All of the titles below link to thematic research sections addressing terminology. Each section will open as a PDF and contains a written introduction with approximately 8-12 open-access and multi-media resources (books, articles, videos, podcasts, etc.).
Counting Forced Migrants: Methods, Impact, and Improvements
Recognizing that forced migrants are more than their numbers, this bibliography section aims to interrogate the methods and impact of counting forced migrants by compiling sources that ask: who quantifies forced migration and how do they do it?
Labels and Media Framing: “Refugee” and “Migrant”
This section investigates the terms “refugee” and “migrant” in their social and legal constructions, demonstrating the impact of those labels on our thinking and questioning the distinction between both words.
Migration Through Metaphors
This section uses literary metaphors to approach migration studies through a series of guided discussion questions and prompts.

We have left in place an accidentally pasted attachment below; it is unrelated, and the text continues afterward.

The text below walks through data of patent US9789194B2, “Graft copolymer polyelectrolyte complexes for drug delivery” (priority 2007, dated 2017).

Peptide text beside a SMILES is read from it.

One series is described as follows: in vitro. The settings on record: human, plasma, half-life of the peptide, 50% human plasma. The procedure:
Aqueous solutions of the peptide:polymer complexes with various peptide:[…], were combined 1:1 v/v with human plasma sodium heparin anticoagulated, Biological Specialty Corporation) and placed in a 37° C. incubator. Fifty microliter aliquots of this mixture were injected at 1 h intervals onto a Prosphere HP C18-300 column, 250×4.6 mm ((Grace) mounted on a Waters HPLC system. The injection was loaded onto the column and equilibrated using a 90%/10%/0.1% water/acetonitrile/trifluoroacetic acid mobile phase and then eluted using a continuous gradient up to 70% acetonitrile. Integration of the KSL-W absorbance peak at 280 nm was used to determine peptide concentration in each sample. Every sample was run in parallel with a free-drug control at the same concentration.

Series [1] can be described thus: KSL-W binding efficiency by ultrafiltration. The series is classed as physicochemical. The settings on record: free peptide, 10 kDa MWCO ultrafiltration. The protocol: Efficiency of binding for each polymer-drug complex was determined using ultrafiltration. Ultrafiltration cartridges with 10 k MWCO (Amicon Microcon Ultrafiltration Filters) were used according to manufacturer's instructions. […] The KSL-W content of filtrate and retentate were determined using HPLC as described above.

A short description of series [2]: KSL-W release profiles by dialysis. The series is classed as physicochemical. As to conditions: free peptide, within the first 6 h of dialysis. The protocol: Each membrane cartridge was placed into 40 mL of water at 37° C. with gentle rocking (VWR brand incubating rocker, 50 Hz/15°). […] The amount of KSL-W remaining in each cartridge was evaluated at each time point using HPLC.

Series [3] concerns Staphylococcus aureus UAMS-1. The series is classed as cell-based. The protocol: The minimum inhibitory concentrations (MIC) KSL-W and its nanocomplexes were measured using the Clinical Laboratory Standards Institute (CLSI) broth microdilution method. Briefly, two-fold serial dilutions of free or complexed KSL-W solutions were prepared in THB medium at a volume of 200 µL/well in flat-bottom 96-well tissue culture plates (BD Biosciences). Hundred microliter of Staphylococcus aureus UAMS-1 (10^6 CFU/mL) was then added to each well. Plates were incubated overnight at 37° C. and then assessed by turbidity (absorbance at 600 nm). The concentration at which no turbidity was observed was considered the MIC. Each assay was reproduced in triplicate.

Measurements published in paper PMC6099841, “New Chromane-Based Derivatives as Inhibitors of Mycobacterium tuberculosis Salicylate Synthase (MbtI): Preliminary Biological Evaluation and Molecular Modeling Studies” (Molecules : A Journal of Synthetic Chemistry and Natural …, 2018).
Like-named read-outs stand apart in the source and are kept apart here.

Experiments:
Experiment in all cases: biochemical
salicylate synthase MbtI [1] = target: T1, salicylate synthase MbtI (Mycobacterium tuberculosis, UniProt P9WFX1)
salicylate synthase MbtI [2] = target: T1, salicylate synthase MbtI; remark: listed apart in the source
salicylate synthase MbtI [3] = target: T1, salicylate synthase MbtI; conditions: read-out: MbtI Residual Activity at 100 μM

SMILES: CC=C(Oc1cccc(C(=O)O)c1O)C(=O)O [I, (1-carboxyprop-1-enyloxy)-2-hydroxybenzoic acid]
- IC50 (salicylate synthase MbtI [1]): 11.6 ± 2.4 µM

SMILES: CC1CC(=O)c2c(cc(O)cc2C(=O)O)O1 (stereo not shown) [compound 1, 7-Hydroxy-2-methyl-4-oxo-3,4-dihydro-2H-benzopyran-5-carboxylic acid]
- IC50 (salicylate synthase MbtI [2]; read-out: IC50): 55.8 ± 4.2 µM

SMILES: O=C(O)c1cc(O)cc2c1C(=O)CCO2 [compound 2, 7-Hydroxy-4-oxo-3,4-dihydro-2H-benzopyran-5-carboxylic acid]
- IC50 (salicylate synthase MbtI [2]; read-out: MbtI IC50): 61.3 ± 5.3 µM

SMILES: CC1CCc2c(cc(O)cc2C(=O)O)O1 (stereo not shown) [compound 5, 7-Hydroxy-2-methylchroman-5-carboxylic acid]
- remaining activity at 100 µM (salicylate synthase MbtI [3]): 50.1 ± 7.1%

What Is It Like To Go To School at the US-Mexico Border? An Introduction for Young Adults Interested in Border Studies
This section introduces young adults to what it is like to go to school at the US-Mexico border using videos, articles, books, and guided discussion questions.
Free Movement and Belonging in Europe: The Situation of the Romani Peoples
The Roma illustrate perfectly that for many Europeans, there is the perception that there are no minorities in Europe, only “migrants.” This section attempts to reverse that assumption and to put into question the ways in which Europeans are implicitly thought of as White, while “race” is often presented as a non-issue in Europe.
On Forced Migration, International Policy, and Existing Outside of the Law
This section aims to interrogate the problematic nature of current international migration laws and to understand (but not justify) the seeming ‘need’ to exclude certain individuals by looking at Giorgio Agamben’s theories of homo sacer and the state of exception.